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Joey’s Home Movies For the Week of November 15th – Jessica Chastain Inhabits ‘The Eyes of Tammy Faye’

Welcome back to my Home Movies! Today, the Jessica Chastain vehicle The Eyes of Tammy Faye leads the charge of new releases. Also hitting shelves this week we have Candyman, Jungle Cruise, and much more. Read on to find out exactly what else is available now…

Joey’s Top Pick

Searchlight Pictures

The Eyes of Tammy Faye

Jessica Chastain plays Tammy Faye Bakker in a solid, if traditional, biopic. The film is worth seeing, to be sure, but Chastain, much more so than Andrew Garfield in the other central role, is what sells it all. I spoke to director Michael Showalter about it here, as well as co-stars Vincent D’Onofrio (here) and Cherry Jones (here). As for the movie itself, here is a bit from my review out of the Toronto International Film Festival:

Jessica Chastain owns the screen here. She’s perfectly cast, looking the part but also just diving in fully to Tammy Faye. Chastain is always compelling to watch, and this is no exception, leading to one of her most fun turns to date.

Also Available This Week

United Artists Releasing

Bee Gees: How Can You Mend A Broken Heart?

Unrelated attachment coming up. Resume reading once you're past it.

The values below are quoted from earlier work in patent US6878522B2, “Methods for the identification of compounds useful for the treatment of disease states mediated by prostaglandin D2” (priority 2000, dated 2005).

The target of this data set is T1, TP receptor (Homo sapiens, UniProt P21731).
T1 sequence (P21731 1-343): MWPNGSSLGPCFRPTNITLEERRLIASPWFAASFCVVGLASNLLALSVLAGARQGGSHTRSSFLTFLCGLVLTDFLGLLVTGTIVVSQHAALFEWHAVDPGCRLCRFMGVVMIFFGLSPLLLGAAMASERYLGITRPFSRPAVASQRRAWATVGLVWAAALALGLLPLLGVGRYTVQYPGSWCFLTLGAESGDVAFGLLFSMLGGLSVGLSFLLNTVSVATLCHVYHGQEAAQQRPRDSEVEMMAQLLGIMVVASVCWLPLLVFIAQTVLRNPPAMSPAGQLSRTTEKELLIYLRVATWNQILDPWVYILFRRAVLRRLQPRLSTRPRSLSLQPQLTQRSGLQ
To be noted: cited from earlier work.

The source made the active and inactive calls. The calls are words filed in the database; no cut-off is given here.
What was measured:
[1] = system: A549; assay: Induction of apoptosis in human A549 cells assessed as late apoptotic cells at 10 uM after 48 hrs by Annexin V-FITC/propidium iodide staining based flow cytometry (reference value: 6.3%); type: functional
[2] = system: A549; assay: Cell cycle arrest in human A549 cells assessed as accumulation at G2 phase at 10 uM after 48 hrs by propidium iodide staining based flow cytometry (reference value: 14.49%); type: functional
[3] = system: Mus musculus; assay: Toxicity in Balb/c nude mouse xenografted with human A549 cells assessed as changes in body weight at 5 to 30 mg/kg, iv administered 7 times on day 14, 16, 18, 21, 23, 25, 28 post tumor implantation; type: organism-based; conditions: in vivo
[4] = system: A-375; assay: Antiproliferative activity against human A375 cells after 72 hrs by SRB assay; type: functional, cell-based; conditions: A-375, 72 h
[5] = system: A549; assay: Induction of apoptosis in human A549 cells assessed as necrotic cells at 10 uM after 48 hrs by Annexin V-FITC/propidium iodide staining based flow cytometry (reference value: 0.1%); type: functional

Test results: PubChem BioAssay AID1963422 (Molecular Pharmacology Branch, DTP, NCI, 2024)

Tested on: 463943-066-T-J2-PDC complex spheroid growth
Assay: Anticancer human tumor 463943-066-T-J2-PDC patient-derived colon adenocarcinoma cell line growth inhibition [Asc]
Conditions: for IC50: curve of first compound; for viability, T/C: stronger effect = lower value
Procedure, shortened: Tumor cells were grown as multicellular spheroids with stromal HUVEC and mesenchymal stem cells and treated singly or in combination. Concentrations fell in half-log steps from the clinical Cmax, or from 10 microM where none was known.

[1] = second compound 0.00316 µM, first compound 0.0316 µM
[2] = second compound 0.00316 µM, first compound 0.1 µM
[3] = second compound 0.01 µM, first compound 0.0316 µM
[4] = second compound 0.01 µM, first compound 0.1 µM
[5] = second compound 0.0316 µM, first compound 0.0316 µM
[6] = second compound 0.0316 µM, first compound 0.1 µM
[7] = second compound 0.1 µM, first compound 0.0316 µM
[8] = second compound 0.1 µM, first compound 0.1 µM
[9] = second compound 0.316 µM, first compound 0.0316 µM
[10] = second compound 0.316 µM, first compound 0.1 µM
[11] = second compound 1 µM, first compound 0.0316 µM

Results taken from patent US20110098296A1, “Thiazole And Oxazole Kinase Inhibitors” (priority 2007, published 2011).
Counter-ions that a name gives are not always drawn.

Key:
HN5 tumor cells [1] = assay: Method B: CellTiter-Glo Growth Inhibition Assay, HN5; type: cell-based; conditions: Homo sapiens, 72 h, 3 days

Fast & Furious: 9-Movie Collection

Flag Day

Jungle Cruise

Kevin Can F**k Himself: Season One (TV)

The Lost Leonardo

Pose: The Complete Season Three (TV)

Prisoners of the Ghostland

Queen of the South: The Complete Fifth Season (TV)

This is Us: The Complete Fifth Season (TV)

Criterion Corner


Once Upon a Time in China: The Complete Films

From The Criterion Collection: “One of the pinnacles of Hong Kong cinema’s 1990s golden age, the Once Upon a Time in China series set a new standard for martial-arts spectacle and launched action star Jet Li to international fame. It brings to vivid life the colorful world of China in the late nineteenth century, an era of immense cultural and technological change, as Western imperialism clashed with tradition and public order was upended by the threats of foreign espionage and rising nationalism. Against this turbulent backdrop, one man—the real-life martial-arts master, physician, and folk hero Wong Fei-hung—emerges as a noble protector of Chinese values as the country hurtles toward modernity. Conceived by Hong Kong New Wave leader Tsui Hark, this epic cycle is not only a dazzling showcase for some of the most astonishing action set pieces ever committed to film but also a rousing celebration of Chinese identity, history, and culture.”

Stay tuned for more next week…


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Written by Joey Magidson

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